Atmospheric Measurement techniques.
Advances in ionospheric and atmospheric measurement techniques will
allow a detailed analysis of the effect of the '99 eclipse.
- Global Atmospheric
modelling has been used to study the effect of an eclipse on the
upper atmosphere. This enables us to make testable predictions about the
effect of the eclipse on our upper atmosphere.
Ionospheric Tomography will be used to
study the effect of the eclipse on the distribution of ionisation.
According to modelling work, it should be possible to see waves
generated by the eclipse in these scans.
- Fabry Perot
Interferometers and related instruments will be able to measure the
effect of the eclipse on both the temperature and movement of the atmosphere.
sounding of the ionosphere. Ionosondes
will be deployed to study changes in the ionosphere. Modern ionosondes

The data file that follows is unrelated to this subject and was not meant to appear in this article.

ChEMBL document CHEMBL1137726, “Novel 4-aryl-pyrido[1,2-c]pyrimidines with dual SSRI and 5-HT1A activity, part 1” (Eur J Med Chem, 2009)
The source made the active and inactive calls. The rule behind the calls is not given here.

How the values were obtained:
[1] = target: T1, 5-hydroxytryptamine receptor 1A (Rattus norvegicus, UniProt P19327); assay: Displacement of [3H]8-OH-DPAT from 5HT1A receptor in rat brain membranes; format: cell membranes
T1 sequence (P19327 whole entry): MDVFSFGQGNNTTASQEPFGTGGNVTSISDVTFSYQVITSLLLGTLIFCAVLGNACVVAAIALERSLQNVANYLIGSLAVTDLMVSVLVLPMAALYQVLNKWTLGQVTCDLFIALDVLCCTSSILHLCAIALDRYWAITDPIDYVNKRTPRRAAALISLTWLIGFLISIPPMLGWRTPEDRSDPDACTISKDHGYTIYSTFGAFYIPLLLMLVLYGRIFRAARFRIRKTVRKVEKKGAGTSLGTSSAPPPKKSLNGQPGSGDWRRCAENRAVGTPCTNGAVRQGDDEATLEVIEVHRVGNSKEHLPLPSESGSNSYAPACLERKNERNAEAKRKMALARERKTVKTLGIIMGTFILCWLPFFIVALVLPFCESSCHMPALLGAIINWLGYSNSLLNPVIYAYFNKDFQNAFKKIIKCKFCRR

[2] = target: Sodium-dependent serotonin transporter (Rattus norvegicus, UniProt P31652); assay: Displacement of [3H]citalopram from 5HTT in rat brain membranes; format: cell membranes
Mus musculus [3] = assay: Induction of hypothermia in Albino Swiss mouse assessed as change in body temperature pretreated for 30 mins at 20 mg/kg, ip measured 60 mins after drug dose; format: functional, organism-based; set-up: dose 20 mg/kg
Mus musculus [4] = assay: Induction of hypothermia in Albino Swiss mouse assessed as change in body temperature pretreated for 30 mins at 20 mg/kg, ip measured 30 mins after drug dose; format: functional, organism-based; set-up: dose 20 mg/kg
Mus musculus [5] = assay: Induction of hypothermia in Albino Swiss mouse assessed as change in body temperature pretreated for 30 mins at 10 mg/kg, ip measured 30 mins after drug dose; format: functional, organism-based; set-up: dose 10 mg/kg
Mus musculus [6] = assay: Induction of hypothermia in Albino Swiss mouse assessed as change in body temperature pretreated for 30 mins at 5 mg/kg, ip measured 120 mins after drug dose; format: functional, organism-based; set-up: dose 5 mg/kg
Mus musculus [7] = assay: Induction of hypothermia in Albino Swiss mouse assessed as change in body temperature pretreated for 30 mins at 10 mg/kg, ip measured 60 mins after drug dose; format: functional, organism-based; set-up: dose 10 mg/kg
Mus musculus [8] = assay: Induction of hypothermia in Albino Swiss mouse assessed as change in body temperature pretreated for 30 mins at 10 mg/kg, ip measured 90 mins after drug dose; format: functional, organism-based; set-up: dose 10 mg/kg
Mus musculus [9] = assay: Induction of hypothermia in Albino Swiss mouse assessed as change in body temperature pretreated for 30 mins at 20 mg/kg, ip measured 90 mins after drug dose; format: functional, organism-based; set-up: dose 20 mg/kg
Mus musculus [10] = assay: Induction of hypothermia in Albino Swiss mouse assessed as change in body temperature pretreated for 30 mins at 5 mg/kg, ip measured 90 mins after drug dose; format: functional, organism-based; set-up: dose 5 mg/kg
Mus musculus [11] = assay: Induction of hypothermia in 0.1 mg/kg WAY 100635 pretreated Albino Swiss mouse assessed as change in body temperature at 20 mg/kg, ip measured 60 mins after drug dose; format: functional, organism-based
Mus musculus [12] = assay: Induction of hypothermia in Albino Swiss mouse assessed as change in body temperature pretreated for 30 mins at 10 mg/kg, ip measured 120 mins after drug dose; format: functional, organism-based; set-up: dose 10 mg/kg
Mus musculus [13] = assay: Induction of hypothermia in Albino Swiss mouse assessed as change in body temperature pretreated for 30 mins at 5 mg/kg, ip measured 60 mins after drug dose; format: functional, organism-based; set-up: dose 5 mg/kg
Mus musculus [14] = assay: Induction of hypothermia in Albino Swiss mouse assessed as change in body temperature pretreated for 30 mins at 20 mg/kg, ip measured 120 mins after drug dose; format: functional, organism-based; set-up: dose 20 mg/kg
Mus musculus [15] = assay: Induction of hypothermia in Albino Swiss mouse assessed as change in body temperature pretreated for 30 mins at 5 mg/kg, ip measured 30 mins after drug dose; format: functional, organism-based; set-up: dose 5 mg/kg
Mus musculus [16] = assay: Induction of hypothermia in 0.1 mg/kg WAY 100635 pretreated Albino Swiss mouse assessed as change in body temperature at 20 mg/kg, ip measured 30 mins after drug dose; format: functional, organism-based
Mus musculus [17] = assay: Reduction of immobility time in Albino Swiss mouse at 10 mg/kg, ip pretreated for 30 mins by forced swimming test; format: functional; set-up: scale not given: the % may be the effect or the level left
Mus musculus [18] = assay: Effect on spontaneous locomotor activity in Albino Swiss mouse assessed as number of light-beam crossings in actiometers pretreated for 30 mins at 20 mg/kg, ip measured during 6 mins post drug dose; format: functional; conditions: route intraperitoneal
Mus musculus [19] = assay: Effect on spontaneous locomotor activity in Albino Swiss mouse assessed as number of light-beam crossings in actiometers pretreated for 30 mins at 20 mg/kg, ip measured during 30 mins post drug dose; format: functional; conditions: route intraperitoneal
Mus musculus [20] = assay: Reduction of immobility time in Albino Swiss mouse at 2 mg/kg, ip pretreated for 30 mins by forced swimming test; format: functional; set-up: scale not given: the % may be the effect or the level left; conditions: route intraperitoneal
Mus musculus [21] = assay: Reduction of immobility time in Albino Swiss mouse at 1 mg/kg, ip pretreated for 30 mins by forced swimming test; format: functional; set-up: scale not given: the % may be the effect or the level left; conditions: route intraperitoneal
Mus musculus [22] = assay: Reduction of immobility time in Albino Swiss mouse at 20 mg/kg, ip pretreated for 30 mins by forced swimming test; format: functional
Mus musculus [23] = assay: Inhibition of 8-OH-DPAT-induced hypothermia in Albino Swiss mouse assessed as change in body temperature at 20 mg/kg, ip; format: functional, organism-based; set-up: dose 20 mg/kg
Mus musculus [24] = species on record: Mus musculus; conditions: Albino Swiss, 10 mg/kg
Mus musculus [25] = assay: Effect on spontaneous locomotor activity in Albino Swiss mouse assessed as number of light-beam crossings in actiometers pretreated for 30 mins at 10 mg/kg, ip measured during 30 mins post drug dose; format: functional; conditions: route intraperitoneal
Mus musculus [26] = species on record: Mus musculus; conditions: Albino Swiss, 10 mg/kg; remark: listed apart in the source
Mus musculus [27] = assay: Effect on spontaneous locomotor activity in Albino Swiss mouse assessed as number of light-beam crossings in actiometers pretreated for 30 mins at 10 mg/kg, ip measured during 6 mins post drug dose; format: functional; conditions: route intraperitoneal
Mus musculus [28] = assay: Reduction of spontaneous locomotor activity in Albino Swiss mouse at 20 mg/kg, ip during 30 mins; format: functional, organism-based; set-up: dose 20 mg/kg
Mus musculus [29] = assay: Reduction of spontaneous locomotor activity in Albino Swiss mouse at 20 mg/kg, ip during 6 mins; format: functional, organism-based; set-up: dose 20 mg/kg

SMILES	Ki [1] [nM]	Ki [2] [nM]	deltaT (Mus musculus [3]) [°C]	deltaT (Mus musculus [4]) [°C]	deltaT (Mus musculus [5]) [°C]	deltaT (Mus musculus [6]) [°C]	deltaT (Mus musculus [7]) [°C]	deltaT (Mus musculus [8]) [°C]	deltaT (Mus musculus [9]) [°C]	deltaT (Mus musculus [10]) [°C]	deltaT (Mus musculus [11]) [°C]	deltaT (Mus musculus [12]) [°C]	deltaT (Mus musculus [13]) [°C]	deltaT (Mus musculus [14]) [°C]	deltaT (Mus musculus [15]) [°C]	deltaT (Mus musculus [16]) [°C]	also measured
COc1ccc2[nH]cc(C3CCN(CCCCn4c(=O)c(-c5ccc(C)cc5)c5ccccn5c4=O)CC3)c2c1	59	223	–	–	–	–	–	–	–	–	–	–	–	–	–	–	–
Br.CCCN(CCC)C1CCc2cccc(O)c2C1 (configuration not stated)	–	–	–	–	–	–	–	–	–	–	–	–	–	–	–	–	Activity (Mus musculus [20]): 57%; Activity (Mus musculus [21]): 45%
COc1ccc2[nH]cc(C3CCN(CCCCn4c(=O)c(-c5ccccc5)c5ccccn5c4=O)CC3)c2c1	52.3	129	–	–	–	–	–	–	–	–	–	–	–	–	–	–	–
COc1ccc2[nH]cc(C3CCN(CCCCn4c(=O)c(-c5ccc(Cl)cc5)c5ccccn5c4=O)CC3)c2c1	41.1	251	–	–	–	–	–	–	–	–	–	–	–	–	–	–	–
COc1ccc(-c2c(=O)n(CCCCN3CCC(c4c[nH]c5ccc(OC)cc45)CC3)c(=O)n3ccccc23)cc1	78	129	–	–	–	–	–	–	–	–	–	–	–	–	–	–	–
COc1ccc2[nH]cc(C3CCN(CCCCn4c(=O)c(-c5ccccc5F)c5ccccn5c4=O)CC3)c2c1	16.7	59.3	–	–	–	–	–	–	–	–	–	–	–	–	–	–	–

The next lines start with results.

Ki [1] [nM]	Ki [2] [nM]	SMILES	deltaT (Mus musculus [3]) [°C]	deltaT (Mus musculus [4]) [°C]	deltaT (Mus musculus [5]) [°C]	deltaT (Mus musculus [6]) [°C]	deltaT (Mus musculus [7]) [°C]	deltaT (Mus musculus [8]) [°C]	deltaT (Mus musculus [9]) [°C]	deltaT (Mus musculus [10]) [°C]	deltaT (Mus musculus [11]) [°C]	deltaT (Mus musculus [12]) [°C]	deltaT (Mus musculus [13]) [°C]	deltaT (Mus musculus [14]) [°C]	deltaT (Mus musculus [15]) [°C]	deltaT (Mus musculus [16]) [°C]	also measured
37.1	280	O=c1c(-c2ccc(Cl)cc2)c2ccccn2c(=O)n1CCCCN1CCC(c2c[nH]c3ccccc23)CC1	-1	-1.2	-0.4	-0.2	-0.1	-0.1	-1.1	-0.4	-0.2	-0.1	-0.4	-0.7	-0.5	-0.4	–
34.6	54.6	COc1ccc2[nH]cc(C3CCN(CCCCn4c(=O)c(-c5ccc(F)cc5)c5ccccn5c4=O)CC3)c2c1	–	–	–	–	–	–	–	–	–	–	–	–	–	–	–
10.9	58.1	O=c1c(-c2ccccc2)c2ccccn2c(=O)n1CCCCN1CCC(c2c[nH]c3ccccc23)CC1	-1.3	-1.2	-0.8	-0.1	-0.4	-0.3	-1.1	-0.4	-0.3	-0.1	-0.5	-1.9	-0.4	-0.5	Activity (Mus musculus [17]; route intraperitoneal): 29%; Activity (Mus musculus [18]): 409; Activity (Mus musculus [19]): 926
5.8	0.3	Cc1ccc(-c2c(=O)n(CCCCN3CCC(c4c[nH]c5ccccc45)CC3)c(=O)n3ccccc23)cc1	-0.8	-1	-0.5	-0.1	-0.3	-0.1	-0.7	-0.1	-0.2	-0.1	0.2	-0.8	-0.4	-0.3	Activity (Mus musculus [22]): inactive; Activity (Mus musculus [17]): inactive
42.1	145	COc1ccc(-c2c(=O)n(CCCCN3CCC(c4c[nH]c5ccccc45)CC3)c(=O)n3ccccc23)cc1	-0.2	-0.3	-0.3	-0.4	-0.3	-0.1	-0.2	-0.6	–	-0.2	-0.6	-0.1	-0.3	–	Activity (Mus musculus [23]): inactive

can not only measure the electron density, but can also obtain
information about the spatial distribution of irregularities. This
enables the instrument to detect waves as they propagate through the
atmosphere, altering the shape of the ionosphere as it does so.
- Oblique sounding uses similar technology
to vertical sounding, but spaces the transmitter and receiver apart by
anything from ten to several hundred kilometers. Oblique propagation has
direct implications to radio communications.
Solar Heliospheric Observatory, SOHO , will be in a
position to make in-situ measurements of the active regions on the solar disk
and lower atmosphere of the sun. We propose to use this information in
conjunction with ionospheric measurements to carry out a detailed
analysis of ionospheric loss rate during an
- The meteor radar bounces radio signals off the
trails of meteors as they burn up in the atmosphere. These trails are blown
about by the winds and so by measuring the speed with which these trails
move, it is possible to infer the wind speed.
Atmospheric Science |
Radio Experiment |
What you can do |
31/07/98 Chris Davis